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How to Spend 24 Hours in Kathmandu, Nepal

A Buddha statue at Swayambhunath stupa
A Buddha statue at Swayambhunath stupa | © Elen Turner
Almost all visitors to Nepal have to pass through the capital as it’s home to the only international airport in the country. And while it’s often overshadowed by the alluring call of the Himalayan mountains, Kathmandu is a culturally and historically rich city worth exploring. If you’ve only got one day to spare, read our guide to discover the best the capital has to offer.

Where to stay in Kathmandu

While busy tourist neighbourhoods are not everyone’s cup of tea, there’s no denying that Thamel, in central Kathmandu, is the most convenient place to stay. If you need to plan onward travel (such as to the mountains or the jungle national parks), most agencies and supply stores are in Thamel and early-morning buses leave from the nearby Kantipath Road. If you’re looking for some quiet, there are a few lovely boutique hotels where you can retreat from the busy-ness of the streets outside. We recommend the legendary Kathmandu Guest House or the very peaceful Kantipur Temple House. The following itinerary assumes that you are staying in Thamel.

Kathmandu Guesthouse © Elen Turner

Morning

Early morning walk to Swayambhunath

After breakfast at your hotel, while the weather is still cool, take a walk to the Swayambhunath stupa, visible on a hill to the west of Thamel. The walk should take half an hour to an hour and requires climbing some steep steps at the end to ascend the hill.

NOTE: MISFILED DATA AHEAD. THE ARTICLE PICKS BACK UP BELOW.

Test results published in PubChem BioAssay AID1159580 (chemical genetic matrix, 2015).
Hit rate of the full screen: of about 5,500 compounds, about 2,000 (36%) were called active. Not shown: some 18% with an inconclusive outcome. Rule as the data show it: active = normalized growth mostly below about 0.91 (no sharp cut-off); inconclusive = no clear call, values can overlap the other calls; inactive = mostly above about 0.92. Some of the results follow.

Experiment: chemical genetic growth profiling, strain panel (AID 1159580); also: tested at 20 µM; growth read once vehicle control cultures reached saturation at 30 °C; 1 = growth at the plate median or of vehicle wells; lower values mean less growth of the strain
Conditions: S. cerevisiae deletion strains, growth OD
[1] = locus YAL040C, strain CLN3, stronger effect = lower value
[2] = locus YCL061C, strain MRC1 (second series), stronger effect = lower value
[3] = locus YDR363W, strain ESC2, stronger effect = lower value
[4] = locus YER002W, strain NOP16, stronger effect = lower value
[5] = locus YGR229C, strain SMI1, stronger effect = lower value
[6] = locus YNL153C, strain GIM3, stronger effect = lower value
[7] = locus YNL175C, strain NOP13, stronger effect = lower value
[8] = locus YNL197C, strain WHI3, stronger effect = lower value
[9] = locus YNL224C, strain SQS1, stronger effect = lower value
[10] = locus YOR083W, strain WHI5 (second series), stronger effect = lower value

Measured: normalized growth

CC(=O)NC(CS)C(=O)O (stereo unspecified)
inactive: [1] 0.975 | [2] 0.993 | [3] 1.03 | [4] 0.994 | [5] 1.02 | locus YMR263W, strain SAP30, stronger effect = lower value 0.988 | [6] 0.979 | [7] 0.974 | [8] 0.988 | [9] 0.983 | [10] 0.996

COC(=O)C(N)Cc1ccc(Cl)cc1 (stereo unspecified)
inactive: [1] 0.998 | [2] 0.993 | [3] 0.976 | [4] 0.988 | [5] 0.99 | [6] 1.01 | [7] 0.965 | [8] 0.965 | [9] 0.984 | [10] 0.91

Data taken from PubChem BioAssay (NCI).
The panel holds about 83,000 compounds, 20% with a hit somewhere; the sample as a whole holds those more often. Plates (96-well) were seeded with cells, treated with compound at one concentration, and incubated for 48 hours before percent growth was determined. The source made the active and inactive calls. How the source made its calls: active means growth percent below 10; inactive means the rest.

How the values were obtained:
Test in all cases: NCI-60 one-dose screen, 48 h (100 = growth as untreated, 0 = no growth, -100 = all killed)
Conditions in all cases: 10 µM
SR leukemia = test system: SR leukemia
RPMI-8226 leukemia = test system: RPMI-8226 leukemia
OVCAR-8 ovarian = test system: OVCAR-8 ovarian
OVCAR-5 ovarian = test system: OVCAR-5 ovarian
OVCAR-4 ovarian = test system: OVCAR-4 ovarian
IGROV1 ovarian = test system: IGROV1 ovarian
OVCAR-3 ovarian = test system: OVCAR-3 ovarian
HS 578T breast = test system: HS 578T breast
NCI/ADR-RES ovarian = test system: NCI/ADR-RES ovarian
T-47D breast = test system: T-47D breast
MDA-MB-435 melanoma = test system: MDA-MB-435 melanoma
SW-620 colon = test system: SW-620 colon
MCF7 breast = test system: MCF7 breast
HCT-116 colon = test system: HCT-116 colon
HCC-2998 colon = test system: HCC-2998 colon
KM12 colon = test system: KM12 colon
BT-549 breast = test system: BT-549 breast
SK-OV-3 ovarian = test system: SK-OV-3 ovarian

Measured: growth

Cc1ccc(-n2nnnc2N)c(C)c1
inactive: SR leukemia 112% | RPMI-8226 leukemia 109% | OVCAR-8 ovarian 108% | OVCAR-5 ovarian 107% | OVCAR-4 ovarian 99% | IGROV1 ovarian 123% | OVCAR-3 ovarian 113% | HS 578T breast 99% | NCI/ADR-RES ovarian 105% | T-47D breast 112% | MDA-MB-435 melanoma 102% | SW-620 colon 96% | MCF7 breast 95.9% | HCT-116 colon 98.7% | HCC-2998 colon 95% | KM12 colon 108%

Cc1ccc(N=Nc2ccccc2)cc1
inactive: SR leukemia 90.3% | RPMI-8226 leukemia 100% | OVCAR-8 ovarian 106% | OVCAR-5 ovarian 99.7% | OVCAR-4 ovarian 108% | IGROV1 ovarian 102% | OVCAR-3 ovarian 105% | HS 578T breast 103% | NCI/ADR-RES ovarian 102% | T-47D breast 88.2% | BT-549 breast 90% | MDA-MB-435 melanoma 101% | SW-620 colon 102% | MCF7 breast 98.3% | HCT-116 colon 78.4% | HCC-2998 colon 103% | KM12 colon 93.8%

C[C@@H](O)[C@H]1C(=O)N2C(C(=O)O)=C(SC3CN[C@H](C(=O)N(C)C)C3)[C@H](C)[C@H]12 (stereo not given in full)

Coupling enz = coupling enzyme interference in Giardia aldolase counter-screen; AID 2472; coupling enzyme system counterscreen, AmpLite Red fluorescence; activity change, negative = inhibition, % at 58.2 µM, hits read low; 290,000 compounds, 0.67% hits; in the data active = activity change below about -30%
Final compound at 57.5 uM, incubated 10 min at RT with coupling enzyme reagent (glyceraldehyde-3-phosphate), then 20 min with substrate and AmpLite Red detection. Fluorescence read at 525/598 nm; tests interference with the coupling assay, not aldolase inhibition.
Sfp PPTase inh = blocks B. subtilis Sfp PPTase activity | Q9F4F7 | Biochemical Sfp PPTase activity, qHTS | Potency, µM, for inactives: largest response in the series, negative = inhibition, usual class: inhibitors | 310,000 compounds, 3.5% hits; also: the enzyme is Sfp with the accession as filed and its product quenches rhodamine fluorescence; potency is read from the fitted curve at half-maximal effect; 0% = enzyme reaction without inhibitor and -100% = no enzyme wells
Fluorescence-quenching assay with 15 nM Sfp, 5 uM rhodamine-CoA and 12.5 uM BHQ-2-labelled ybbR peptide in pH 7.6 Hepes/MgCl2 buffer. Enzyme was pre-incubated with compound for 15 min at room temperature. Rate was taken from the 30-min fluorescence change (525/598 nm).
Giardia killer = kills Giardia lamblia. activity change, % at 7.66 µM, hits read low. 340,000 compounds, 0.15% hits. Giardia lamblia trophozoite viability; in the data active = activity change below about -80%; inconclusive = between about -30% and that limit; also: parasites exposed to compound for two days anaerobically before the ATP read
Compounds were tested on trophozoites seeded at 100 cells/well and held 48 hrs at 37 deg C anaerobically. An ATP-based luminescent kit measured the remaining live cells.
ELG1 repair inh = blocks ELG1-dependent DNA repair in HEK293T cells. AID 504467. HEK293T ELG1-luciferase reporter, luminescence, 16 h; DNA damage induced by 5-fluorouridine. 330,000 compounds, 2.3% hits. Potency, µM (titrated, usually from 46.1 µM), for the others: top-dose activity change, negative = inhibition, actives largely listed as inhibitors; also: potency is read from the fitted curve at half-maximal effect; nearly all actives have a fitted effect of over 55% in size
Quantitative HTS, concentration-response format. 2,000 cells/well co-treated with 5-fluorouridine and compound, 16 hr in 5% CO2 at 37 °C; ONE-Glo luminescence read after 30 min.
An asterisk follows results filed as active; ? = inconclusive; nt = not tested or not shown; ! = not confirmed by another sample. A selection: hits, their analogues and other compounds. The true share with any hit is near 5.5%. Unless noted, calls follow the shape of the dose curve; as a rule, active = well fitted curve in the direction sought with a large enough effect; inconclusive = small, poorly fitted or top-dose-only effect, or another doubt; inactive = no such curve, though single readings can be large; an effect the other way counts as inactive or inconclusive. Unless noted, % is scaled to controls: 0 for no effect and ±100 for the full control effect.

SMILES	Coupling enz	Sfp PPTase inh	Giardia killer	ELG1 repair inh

Swayambhunath is an ancient Buddhist stupa, with a golden honey-spoon crown and languorous Buddha eyes looking out from all four sides. It’s one of the most iconic sites of Kathmandu and is surrounded by numerous statues, temples and stone chorten – as well as the numerous creatures that give the place the nickname of ‘monkey temple’. Circle the stupa clockwise, stop to peep into all the little shrines around the outside and spin the prayer wheels.

Swayambhunath Stupa in Kathmandu, Nepal © Geoff Stearns / Flickr

Mid-morning taxi to Patan

From the bottom of the steps, grab a taxi over to Patan, on the southern side of the Bagmati River that runs through Kathmandu. Depending on traffic, the ride could take up to half an hour. Ask to be taken to Patan Dhoka. This is the gate at the entrance to Old Patan and from here, it’s a short walk to the Patan Durbar Square.

The Patan Durbar Square is a medieval square full of temples, statues, a water tank and a large palace building that now holds the excellent Patan Museum. Spend the rest of the morning in the museum and explore the temples in and around the square (such as the amazing Golden Temple around the corner).

Pro tip: Taxi drivers will most definitely try to rip you off. Unless you speak Nepali, this is impossible to avoid. Haggle, but keep it friendly. A few pennies to you makes a huge difference to them.

Lunch